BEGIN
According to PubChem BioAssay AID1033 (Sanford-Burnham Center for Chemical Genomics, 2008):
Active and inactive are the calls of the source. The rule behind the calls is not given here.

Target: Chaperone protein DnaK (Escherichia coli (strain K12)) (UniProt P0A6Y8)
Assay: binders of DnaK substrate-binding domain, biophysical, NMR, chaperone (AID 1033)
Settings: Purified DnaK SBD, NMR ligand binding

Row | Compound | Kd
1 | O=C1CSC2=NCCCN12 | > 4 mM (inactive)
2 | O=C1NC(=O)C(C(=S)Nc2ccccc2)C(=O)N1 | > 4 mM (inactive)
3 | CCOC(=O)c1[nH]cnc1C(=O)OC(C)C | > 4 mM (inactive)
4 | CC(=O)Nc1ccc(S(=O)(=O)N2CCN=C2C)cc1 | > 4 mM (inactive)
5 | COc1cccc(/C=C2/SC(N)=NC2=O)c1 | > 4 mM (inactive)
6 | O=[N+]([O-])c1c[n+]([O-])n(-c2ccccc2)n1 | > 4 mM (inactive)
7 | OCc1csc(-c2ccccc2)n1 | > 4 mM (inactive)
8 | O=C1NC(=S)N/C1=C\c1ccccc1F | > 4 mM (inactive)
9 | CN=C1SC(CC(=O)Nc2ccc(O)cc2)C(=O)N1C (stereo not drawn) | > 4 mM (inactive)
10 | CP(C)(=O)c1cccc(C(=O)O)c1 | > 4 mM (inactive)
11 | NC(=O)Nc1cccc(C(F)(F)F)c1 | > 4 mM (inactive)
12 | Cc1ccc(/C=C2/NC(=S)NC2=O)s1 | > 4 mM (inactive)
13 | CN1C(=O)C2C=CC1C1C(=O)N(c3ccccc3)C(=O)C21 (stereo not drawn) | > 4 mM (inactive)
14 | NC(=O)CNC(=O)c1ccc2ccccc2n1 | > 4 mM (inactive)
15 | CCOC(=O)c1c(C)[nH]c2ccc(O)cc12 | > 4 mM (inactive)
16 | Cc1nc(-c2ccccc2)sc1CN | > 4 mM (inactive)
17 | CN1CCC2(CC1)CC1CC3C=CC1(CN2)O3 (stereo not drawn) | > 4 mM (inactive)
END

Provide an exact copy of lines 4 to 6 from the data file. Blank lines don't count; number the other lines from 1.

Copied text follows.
Assay: binders of DnaK substrate-binding domain, biophysical, NMR, chaperone (AID 1033)
Settings: Purified DnaK SBD, NMR ligand binding

Row | Compound | Kd